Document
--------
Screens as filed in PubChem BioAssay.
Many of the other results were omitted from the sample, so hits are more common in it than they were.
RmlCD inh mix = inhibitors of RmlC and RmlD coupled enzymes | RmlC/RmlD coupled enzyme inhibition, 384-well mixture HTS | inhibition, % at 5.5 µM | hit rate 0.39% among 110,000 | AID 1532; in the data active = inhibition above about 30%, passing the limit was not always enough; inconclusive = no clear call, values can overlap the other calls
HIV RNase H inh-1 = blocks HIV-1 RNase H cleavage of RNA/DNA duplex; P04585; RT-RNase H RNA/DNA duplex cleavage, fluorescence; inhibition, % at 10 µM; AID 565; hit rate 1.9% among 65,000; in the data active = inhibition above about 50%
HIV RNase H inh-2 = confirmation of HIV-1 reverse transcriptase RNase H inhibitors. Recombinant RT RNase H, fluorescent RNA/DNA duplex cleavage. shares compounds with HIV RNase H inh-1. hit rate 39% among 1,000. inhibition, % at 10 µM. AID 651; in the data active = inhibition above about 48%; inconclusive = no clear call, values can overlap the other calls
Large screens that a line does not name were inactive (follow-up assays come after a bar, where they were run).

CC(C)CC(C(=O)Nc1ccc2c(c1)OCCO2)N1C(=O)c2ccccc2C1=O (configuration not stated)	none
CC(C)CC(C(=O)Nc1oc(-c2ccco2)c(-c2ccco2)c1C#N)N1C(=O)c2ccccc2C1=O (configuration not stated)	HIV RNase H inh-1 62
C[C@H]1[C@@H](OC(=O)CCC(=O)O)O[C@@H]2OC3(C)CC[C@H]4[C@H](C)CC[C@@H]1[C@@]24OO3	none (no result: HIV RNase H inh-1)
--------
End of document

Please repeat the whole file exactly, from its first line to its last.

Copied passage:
Screens as filed in PubChem BioAssay.
Many of the other results were omitted from the sample, so hits are more common in it than they were.
RmlCD inh mix = inhibitors of RmlC and RmlD coupled enzymes | RmlC/RmlD coupled enzyme inhibition, 384-well mixture HTS | inhibition, % at 5.5 µM | hit rate 0.39% among 110,000 | AID 1532; in the data active = inhibition above about 30%, passing the limit was not always enough; inconclusive = no clear call, values can overlap the other calls
HIV RNase H inh-1 = blocks HIV-1 RNase H cleavage of RNA/DNA duplex; P04585; RT-RNase H RNA/DNA duplex cleavage, fluorescence; inhibition, % at 10 µM; AID 565; hit rate 1.9% among 65,000; in the data active = inhibition above about 50%
HIV RNase H inh-2 = confirmation of HIV-1 reverse transcriptase RNase H inhibitors. Recombinant RT RNase H, fluorescent RNA/DNA duplex cleavage. shares compounds with HIV RNase H inh-1. hit rate 39% among 1,000. inhibition, % at 10 µM. AID 651; in the data active = inhibition above about 48%; inconclusive = no clear call, values can overlap the other calls
Large screens that a line does not name were inactive (follow-up assays come after a bar, where they were run).

CC(C)CC(C(=O)Nc1ccc2c(c1)OCCO2)N1C(=O)c2ccccc2C1=O (configuration not stated)	none
CC(C)CC(C(=O)Nc1oc(-c2ccco2)c(-c2ccco2)c1C#N)N1C(=O)c2ccccc2C1=O (configuration not stated)	HIV RNase H inh-1 62
C[C@H]1[C@@H](OC(=O)CCC(=O)O)O[C@@H]2OC3(C)CC[C@H]4[C@H](C)CC[C@@H]1[C@@]24OO3	none (no result: HIV RNase H inh-1)